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2023 Founder’s Day

2023 Founder’s Day

Feb. 2, 2023 — Jake Morrow, NMH farm program director — also known around campus as Farmer Jake — traded his coveralls and work boots for a button-down shirt, tie, and sport coat (complete with a flower in the lapel) to conform to the “special occasion dress” required at NMH’s annual Founder’s Day assembly, where he delivered the keynote address.

NMH Farm Program Director Jake Morrow speaks at Founder's Day.

In his address, delivered on Feb. 1 assembly, Morrow spoke about the importance of finding meaningful work in our lives. Quoting the late writer Frederick Buechner, he said, “Vocation is the place where your deep gladness and the world’s deep hunger meet.”  

Turning to students, Morrow asked: “What work is calling out to you? We don’t talk much these days about finding your calling, or finding your vocation, but that’s language that would have been completely familiar to D.L. Moody.” 

An NMH tradition, Founder’s Day is held near the anniversary of the birth of Moody, the school founder, who was born Feb. 5, 1837. It is, as Head of School Brian Hargrove said, “a day when we take a collective pause to think about our school founder and his values of service and leadership that we carry today.”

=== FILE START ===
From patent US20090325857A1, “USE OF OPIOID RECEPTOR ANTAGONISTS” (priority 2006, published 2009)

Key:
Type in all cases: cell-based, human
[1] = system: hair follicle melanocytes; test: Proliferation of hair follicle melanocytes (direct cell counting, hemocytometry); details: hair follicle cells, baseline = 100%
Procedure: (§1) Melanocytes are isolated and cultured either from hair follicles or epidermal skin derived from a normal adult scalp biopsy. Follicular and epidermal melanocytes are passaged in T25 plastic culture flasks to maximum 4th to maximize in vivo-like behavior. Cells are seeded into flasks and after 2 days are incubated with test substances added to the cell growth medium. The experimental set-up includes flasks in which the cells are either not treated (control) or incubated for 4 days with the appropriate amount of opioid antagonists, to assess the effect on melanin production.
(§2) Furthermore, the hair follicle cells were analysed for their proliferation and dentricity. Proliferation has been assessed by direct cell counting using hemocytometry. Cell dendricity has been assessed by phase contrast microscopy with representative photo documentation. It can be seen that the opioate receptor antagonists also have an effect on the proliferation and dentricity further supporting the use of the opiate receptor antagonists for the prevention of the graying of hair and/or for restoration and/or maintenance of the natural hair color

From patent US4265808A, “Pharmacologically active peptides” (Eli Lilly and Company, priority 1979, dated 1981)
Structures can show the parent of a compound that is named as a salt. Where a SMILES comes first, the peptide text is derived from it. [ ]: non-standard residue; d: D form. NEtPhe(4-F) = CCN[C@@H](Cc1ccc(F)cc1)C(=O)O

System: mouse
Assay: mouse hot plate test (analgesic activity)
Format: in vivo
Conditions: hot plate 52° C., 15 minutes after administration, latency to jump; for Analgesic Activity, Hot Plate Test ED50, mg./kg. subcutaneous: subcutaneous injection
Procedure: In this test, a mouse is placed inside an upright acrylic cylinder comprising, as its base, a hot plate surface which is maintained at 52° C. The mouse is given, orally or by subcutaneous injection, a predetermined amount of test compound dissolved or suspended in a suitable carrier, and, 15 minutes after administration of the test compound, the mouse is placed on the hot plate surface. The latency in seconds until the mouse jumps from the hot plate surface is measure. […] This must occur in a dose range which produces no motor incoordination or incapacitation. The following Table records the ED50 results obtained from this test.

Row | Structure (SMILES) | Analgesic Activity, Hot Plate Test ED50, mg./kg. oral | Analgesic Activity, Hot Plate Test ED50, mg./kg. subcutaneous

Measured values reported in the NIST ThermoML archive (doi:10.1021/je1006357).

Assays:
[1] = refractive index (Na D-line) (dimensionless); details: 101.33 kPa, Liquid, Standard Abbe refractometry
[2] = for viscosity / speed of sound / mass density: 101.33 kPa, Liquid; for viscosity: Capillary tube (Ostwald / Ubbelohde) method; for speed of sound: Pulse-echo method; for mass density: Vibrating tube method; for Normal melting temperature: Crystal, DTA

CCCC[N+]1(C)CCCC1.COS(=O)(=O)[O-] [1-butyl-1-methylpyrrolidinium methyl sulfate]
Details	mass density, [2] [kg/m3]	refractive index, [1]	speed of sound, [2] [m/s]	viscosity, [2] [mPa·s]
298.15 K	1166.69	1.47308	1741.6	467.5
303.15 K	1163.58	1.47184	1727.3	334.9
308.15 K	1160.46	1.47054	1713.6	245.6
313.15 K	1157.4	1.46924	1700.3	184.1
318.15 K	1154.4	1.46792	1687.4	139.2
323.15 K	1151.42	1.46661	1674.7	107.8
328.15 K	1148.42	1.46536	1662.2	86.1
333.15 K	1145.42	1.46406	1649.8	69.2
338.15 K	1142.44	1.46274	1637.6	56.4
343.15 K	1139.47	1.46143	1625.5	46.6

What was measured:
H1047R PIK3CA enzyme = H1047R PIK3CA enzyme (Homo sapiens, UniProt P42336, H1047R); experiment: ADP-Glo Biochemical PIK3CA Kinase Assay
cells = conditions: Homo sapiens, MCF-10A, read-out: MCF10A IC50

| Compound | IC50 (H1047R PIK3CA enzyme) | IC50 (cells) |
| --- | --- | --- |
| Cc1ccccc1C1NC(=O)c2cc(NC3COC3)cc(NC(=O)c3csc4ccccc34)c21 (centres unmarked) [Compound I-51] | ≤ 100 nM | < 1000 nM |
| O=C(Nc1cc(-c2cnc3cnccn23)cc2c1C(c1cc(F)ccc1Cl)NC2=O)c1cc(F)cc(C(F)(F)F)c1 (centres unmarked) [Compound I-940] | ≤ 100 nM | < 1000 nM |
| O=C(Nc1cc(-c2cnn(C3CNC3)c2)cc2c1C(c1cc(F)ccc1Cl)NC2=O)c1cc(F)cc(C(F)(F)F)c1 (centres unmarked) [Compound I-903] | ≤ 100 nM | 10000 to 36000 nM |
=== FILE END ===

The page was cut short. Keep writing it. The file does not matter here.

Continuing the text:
In his address, Morrow talked about people who were called to their life’s work, such as Catherine Coleman Flowers, an activist who fights for equal access to clean water and sanitation for marginalized communities like her hometown in rural Alabama. Flowers, who visited NMH in 2021, is a MacArthur “genius” grant recipient, author, and member of the White House Environmental Justice Advisory Council. 

“Her deep gladness came from serving her home community,” Morrow said. “She found her vocation.”

Memorial Chapel full on Founder's Day.

Morrow also cited Elwyn Meader, who grew up on a farm in eastern New Hampshire and was the first member of his family to go to college, where he studied botany and horticulture. Meader went on to become a plant breeder in the 1940s and for about the next 40 years worked to support the world’s farmers by providing them with fruit and vegetable varieties that made food production easier and more efficient.  

“I very much doubt that anyone here had ever heard of Meader before today, but there’s a reasonably good chance that all of you have eaten something in your lifetime that started with his work,” Morrow said.

Meader, Morrow noted, refused to patent any of the plants he released,  instead offering them for free to the world. “He called that his ‘payment for his space on the planet,’” Morrow said. “If he had claimed those royalties, he would have died a wealthy man, but instead he left this rich inheritance of vegetable and fruit varieties behind him. And today, if I have a Reliance Peach growing at my house, or August Red raspberries, or Meader blueberries, or Royalty purple beans, I can pass them on to you. And then you can grow them at your house, and pass them on to somebody else. A gift.  From Elwyn Meader to us.”

Three girls sing on Founder's Day in Memorial Chapel.